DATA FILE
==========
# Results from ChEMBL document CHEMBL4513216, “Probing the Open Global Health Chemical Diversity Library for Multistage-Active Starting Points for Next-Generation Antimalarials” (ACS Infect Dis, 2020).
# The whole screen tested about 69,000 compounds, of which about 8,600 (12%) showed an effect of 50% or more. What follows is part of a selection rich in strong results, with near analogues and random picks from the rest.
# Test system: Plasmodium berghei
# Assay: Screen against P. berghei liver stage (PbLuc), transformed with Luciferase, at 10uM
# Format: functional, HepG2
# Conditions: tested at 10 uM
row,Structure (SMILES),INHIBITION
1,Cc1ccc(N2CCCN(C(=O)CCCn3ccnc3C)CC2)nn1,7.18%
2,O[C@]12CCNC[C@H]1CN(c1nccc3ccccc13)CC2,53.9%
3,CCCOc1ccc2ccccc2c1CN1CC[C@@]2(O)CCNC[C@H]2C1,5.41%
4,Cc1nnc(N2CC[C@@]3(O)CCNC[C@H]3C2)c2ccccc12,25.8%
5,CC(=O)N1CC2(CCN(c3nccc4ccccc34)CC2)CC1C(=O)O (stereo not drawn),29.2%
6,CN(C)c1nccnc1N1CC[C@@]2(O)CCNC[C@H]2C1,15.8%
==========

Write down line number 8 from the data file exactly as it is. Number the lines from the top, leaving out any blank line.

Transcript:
1,Cc1ccc(N2CCCN(C(=O)CCCn3ccnc3C)CC2)nn1,7.18%